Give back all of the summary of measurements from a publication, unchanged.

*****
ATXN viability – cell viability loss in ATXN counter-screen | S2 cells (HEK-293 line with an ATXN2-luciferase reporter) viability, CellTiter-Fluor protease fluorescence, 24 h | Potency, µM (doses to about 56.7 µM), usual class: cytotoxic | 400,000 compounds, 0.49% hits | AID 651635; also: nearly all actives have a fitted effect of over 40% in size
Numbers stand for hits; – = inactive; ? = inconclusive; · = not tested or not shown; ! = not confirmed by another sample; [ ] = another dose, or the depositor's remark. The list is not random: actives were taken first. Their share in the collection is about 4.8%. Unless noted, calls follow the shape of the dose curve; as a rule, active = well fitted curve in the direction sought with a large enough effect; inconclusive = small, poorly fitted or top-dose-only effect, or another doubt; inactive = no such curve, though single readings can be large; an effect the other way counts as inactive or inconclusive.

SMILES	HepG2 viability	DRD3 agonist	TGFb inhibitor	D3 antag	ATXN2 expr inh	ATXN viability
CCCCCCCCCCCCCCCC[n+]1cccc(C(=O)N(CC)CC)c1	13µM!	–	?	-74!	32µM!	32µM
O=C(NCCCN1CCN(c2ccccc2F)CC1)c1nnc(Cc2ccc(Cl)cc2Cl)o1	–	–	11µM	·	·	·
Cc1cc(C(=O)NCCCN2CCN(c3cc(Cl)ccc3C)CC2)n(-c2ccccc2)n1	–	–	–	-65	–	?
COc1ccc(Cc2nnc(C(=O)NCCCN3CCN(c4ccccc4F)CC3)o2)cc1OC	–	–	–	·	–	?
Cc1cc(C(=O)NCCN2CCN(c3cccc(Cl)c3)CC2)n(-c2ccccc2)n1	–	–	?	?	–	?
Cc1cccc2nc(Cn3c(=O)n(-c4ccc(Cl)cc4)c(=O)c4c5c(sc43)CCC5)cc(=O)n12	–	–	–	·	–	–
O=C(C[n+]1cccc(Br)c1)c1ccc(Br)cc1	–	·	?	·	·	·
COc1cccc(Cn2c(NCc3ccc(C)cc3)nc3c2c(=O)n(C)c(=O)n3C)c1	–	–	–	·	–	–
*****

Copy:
ATXN viability – cell viability loss in ATXN counter-screen | S2 cells (HEK-293 line with an ATXN2-luciferase reporter) viability, CellTiter-Fluor protease fluorescence, 24 h | Potency, µM (doses to about 56.7 µM), usual class: cytotoxic | 400,000 compounds, 0.49% hits | AID 651635; also: nearly all actives have a fitted effect of over 40% in size
Numbers stand for hits; – = inactive; ? = inconclusive; · = not tested or not shown; ! = not confirmed by another sample; [ ] = another dose, or the depositor's remark. The list is not random: actives were taken first. Their share in the collection is about 4.8%. Unless noted, calls follow the shape of the dose curve; as a rule, active = well fitted curve in the direction sought with a large enough effect; inconclusive = small, poorly fitted or top-dose-only effect, or another doubt; inactive = no such curve, though single readings can be large; an effect the other way counts as inactive or inconclusive.

SMILES	HepG2 viability	DRD3 agonist	TGFb inhibitor	D3 antag	ATXN2 expr inh	ATXN viability
CCCCCCCCCCCCCCCC[n+]1cccc(C(=O)N(CC)CC)c1	13µM!	–	?	-74!	32µM!	32µM
O=C(NCCCN1CCN(c2ccccc2F)CC1)c1nnc(Cc2ccc(Cl)cc2Cl)o1	–	–	11µM	·	·	·
Cc1cc(C(=O)NCCCN2CCN(c3cc(Cl)ccc3C)CC2)n(-c2ccccc2)n1	–	–	–	-65	–	?
COc1ccc(Cc2nnc(C(=O)NCCCN3CCN(c4ccccc4F)CC3)o2)cc1OC	–	–	–	·	–	?
Cc1cc(C(=O)NCCN2CCN(c3cccc(Cl)c3)CC2)n(-c2ccccc2)n1	–	–	?	?	–	?
Cc1cccc2nc(Cn3c(=O)n(-c4ccc(Cl)cc4)c(=O)c4c5c(sc43)CCC5)cc(=O)n12	–	–	–	·	–	–
O=C(C[n+]1cccc(Br)c1)c1ccc(Br)cc1	–	·	?	·	·	·
COc1cccc(Cn2c(NCc3ccc(C)cc3)nc3c2c(=O)n(C)c(=O)n3C)c1	–	–	–	·	–	–